- Author: Ann King Filmer
Releasing aquarium fish into local waterways — or down the toilet — can damage aquatic ecosystems in a number of ways. The fish themselves can become an invasive species, they can disrupt habitats for other fish and aquatic species, and they may introduce secondary problems such as harmful pathogens or other aquarium species (seaweed, snails) into the waterways.
At least 13 of the 102 aquarium species that are imported into California have been introduced into California marine waters, according to a recent report by Susan Williams, professor in the Department of Evolution and Ecology at UC Davis and a marine ecologist the Bodega Marine Laboratory. These introduced species have a high success rate (69 percent) in establishing themselves.
Two very invasive species — the predatory lionfish and Caulerpa seaweed (aka “killer algae”) — have reportedly come from the aquarium trade. The lionfish, which has established itself along the East Coast where it eats smaller fish and threatens reef ecological systems, has not yet reached California waters, but the Caulerpa seaweed cost California more than $6 million to eradicate from two Southern California lagoons a decade ago.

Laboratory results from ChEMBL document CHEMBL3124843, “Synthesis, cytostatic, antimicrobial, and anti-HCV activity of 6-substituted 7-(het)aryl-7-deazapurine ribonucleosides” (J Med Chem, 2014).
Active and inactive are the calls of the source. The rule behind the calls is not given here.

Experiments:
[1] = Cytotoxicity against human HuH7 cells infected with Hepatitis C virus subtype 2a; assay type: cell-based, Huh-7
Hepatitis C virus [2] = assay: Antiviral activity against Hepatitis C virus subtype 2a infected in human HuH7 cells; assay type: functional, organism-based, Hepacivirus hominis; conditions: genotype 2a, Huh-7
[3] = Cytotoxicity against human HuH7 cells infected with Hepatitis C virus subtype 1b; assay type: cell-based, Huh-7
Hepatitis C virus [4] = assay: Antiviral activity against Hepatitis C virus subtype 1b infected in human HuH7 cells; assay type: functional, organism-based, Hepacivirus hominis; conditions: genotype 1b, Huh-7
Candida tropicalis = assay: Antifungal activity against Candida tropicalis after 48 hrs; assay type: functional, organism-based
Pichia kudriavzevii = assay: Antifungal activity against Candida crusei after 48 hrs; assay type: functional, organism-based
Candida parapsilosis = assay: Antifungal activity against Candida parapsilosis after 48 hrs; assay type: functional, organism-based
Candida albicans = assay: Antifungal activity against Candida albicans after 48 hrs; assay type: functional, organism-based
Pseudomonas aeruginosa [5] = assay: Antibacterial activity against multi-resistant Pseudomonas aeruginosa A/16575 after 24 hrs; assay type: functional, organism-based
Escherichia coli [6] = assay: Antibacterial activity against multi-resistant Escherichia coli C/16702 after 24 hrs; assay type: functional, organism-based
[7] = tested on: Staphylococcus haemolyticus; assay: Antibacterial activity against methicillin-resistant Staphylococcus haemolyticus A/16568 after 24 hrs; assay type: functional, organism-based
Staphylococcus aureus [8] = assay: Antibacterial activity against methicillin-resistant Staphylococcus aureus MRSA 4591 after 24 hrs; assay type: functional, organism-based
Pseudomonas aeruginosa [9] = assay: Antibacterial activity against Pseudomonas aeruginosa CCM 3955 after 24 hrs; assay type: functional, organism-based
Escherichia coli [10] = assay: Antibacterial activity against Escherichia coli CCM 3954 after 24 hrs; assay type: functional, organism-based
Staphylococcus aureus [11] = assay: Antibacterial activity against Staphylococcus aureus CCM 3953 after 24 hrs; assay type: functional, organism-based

At least 34 aquarium species were found to be potential invaders in California marine waters.
“Globally, the aquarium trade has contributed a third of the world’s worst aquatic and invasive species,” Williams said. "Lionfish are voracious predators in their native habitats, and in their invaded habitat any predator is a potential threat to the native ecosystem."
Williams’ advice: "To avoid releasing aquarium species into natural water, don’t dump your aquarium where they can become an expensive and harmful pests.”
She said that people should contact the vendor where the fish was purchased or the California Department of Fish and Wildlife to learn how to dispose of aquarium species responsibly.